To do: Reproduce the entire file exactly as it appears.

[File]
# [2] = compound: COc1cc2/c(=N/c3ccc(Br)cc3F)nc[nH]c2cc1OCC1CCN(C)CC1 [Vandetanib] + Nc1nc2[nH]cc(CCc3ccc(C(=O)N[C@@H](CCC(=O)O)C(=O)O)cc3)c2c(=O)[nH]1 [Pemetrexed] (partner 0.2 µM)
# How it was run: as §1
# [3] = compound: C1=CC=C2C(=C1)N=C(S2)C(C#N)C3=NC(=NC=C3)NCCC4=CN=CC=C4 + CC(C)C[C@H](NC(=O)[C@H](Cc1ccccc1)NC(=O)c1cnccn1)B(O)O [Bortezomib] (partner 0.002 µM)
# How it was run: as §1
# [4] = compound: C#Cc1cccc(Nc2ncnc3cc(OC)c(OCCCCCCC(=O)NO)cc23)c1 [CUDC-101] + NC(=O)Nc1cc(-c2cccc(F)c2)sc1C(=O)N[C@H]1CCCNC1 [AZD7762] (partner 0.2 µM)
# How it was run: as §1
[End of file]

# [2] = compound: COc1cc2/c(=N/c3ccc(Br)cc3F)nc[nH]c2cc1OCC1CCN(C)CC1 [Vandetanib] + Nc1nc2[nH]cc(CCc3ccc(C(=O)N[C@@H](CCC(=O)O)C(=O)O)cc3)c2c(=O)[nH]1 [Pemetrexed] (partner 0.2 µM)
# How it was run: as §1
# [3] = compound: C1=CC=C2C(=C1)N=C(S2)C(C#N)C3=NC(=NC=C3)NCCC4=CN=CC=C4 + CC(C)C[C@H](NC(=O)[C@H](Cc1ccccc1)NC(=O)c1cnccn1)B(O)O [Bortezomib] (partner 0.002 µM)
# How it was run: as §1
# [4] = compound: C#Cc1cccc(Nc2ncnc3cc(OC)c(OCCCCCCC(=O)NO)cc23)c1 [CUDC-101] + NC(=O)Nc1cc(-c2cccc(F)c2)sc1C(=O)N[C@H]1CCCNC1 [AZD7762] (partner 0.2 µM)
# How it was run: as §1